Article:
Welcome to this week’s third craft post. If you haven’t checked since Monday or even longer, we have started a new sub-series. It was supposed to be only two parts, now it is three. You can find the first two posts in our sub-series History here. The first was posted this past Wednesday as a treat for not posting a wrap-up to Religion sub-series last Friday. The second was posted Friday as part of our regular post. This is all part of a long several month series on Worldbuilding that is being broken down into sub-series since it is such a huge topic. You can find all the posts so far under the Worldbuilding link in the toolbar.

When you are dealing with kind of information that isn’t a part of the present narration of your story, it is very tricky. Not finding that perfect balance of enough to ground the events going on, to give the sense that there is a past, versus, not enough backstory, is something that comes with writing. I will never say there is too much backstory, just too much at one time. New writers like to info-dump the whole backstory so the reader is up to speed. Luckily, that is not our problem we need to worry about, but at the same time, it is.

The Too Damn Much… Not Enough applies to worldbuilding, just like it applies to characters and every other part of writing. You can never have enough backstory for a character, or world. You just need to be aware of that most of it will never see the light of day. Well, unless you write an Almanac of your world. Let’s look at these two problems in turn.

Not Enough

Not enough, I can’t tell you how many times I have read in writing books, blogs, forums, videos from published authors who say you need to have three-dimensional characters, a living world, etc. This is something that comes with time and experienced to realize this for some. New writers are so interested in their story that they don’t ever think about fleshing out the backstory. “Oh, it will come out as I write the story.” Is a common saying. For experienced writers, like Stephen King. Absolutely it will. Newer writers, probably not. If it does, it is very little and not enough to ground the events of what is going on. Also, there isn’t enough to make us feel like this world existed before the story began.

This problem I feel is more of a problem Organic or Seat of your Pants writers face. They want to discover the story as they go, which is great if that is how you do it. However, if you write like this, you need to spend time unearthing the events leading up to your story as well.

Two Damn Much

“How is too much backstory, history a problem? You just said there is never too much.” I did. That is also, my personal opinion. When I say, too much history is a problem I referring to Worldbuilding Disease. “What is Worldbuilding Disease?”  Good question. Here are some symptoms:

  • A neglect of writing the novel in favor of writing about the world and its history.
  • Information dumping upon a reader.
  • Obsession with irrelevant facts.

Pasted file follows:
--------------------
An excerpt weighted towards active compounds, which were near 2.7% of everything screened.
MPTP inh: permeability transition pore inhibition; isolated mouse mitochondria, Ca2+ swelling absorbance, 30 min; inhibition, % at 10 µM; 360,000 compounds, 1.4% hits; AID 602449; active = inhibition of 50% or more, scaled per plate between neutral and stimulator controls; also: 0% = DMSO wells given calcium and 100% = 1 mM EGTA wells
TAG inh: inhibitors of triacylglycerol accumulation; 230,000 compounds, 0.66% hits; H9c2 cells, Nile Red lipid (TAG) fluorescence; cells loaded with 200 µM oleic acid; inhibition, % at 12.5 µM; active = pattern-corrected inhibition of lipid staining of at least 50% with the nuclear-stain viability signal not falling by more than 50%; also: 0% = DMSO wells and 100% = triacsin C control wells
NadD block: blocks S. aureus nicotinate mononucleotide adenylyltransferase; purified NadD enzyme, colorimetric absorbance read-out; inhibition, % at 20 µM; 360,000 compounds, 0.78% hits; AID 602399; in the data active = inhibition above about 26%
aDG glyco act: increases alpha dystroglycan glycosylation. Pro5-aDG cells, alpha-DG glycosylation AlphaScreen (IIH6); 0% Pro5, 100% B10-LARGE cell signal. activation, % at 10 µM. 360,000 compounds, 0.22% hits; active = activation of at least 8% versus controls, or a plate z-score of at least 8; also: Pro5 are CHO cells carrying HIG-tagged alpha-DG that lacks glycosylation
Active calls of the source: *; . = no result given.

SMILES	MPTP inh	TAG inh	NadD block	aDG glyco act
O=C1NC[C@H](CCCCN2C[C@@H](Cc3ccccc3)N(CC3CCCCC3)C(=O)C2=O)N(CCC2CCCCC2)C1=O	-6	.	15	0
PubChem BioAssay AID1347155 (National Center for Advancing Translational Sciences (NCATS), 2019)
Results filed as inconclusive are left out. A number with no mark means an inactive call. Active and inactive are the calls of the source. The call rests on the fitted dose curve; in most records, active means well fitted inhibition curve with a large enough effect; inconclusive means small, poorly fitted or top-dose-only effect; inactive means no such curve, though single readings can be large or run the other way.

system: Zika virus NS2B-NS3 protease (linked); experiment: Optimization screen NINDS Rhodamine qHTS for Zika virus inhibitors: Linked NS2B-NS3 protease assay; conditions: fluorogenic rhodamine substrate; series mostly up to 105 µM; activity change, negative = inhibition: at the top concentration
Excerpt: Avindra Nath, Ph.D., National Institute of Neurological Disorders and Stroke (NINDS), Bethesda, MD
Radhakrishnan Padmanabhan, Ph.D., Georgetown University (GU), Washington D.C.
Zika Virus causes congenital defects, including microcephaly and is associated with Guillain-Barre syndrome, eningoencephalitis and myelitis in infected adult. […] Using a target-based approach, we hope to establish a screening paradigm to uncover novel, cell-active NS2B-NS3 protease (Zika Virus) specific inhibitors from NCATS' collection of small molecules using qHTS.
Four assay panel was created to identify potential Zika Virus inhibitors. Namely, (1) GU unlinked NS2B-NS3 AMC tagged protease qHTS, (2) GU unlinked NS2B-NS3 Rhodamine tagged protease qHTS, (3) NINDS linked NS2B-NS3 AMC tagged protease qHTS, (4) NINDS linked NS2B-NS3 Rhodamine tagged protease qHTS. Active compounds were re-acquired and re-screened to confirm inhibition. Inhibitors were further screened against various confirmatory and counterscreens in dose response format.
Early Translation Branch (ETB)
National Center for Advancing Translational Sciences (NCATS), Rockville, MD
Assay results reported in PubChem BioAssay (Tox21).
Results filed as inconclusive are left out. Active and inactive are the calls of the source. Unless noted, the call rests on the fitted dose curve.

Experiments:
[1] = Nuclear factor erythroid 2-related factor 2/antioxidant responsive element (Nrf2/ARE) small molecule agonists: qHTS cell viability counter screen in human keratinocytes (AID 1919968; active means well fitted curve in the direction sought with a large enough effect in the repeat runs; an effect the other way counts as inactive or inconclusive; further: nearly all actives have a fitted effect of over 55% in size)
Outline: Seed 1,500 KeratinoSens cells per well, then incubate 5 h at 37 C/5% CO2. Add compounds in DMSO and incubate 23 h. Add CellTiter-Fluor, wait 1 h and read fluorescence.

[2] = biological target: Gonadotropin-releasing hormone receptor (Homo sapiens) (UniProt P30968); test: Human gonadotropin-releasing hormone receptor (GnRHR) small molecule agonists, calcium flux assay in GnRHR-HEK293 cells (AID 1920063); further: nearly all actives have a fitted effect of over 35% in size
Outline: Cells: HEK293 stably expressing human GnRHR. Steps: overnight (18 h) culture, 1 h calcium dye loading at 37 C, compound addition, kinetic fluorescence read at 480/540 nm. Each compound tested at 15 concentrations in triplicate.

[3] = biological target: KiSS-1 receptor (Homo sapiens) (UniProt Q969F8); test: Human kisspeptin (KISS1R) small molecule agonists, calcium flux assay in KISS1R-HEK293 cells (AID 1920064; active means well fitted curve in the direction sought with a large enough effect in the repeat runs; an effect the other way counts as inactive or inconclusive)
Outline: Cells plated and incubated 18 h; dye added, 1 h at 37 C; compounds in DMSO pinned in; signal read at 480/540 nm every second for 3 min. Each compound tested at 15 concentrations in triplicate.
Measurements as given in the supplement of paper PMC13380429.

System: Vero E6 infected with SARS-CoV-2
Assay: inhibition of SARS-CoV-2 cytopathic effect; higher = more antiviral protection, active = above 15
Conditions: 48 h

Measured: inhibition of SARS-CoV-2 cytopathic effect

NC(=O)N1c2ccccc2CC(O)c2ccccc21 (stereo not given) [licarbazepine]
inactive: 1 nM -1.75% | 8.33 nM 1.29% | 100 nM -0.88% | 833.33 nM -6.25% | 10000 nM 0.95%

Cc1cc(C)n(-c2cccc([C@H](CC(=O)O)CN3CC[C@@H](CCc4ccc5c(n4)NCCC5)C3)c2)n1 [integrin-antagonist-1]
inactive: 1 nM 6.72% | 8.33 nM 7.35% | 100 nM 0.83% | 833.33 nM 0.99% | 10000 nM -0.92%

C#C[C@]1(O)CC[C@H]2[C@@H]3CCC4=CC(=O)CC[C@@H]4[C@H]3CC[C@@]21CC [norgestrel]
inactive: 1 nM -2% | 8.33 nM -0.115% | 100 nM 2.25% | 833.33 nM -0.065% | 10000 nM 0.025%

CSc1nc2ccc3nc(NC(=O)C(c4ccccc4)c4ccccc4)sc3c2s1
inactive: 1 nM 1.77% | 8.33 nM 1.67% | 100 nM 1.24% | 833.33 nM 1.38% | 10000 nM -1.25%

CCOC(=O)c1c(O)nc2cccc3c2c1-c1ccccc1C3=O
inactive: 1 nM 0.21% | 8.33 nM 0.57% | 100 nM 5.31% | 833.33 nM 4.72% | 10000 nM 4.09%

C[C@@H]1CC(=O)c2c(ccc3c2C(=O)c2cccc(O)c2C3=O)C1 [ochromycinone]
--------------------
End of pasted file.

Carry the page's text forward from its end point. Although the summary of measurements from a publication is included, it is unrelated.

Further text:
I am all for, fully fleshed out storyworlds with great histories and details that go beyond a summary of events. However, there is a point when you need to stop working on the world and write your story. Why do some writers fall into this trap? We can thank Tolkien for it. Everyone loves Lord of the Rings and Middle Earth. It such so well fleshed out that, we all think we need to have a story world just like his. Not so. If that is something you want to do, then, by all means, do it. Just note, you will more than likely never write your story. You will always find something else about the world you need to work on.

Tolkien didn’t have Worldbuilding Disease. How do I know this? Simple, he wrote four books before really fleshed out his worlds. Yes, he had parts of this world well formed, and spent many years working on Middle Earth between the Hobbit and Lord of the Rings. After those, he went back and continued working.

Outliners are more than likely the ones who fall into this trap. What needs to be done is pick areas of the storyworlds they like and fully develop those areas. Tolkien liked languages, cultures, and maps. What do you like about worldbuilding, pick a few focus on those areas and summarize other areas you may not be so keen about. You can always come back and continue fleshing out your world once you have written your story.

Conclusion

History is an essential part of worldbuilding and can be one of the hardest parts. Starting with the history of the story you plan to write is always a good starting point. It gives you a place work too. Going from the events of your story history and backtracking or working from the beginning to their is a way to flesh out the rest of the world. Just remember that there is too much or not enough when it comes to history. One makes your world seem not real while the other may, but no one will ever know since you will more than likely never write your story.

That’s all I have for history. Check back on Friday for the start of another sub-series. I think the topic will be around civilizations. Also, check in on Monday for my Weekly Writing Wrap-up.

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